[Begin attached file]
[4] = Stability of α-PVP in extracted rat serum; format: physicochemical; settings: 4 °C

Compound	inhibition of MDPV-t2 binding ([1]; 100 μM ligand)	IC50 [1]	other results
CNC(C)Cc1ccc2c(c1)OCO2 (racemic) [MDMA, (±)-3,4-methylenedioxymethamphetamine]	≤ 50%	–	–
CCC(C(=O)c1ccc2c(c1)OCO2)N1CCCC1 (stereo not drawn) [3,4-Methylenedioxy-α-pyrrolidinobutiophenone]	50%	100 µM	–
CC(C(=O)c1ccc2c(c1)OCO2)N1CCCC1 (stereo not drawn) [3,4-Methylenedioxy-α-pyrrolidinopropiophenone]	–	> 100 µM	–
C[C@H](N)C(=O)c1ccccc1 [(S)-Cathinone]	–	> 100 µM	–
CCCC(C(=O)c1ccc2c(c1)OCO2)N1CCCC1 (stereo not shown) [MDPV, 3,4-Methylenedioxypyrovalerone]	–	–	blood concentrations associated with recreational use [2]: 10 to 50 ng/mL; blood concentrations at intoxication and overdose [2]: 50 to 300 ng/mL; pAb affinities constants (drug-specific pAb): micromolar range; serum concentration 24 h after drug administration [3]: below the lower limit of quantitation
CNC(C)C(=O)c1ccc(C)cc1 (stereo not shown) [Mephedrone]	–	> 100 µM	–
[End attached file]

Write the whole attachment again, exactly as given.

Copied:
[4] = Stability of α-PVP in extracted rat serum; format: physicochemical; settings: 4 °C

Compound	inhibition of MDPV-t2 binding ([1]; 100 μM ligand)	IC50 [1]	other results
CNC(C)Cc1ccc2c(c1)OCO2 (racemic) [MDMA, (±)-3,4-methylenedioxymethamphetamine]	≤ 50%	–	–
CCC(C(=O)c1ccc2c(c1)OCO2)N1CCCC1 (stereo not drawn) [3,4-Methylenedioxy-α-pyrrolidinobutiophenone]	50%	100 µM	–
CC(C(=O)c1ccc2c(c1)OCO2)N1CCCC1 (stereo not drawn) [3,4-Methylenedioxy-α-pyrrolidinopropiophenone]	–	> 100 µM	–
C[C@H](N)C(=O)c1ccccc1 [(S)-Cathinone]	–	> 100 µM	–
CCCC(C(=O)c1ccc2c(c1)OCO2)N1CCCC1 (stereo not shown) [MDPV, 3,4-Methylenedioxypyrovalerone]	–	–	blood concentrations associated with recreational use [2]: 10 to 50 ng/mL; blood concentrations at intoxication and overdose [2]: 50 to 300 ng/mL; pAb affinities constants (drug-specific pAb): micromolar range; serum concentration 24 h after drug administration [3]: below the lower limit of quantitation
CNC(C)C(=O)c1ccc(C)cc1 (stereo not shown) [Mephedrone]	–	> 100 µM	–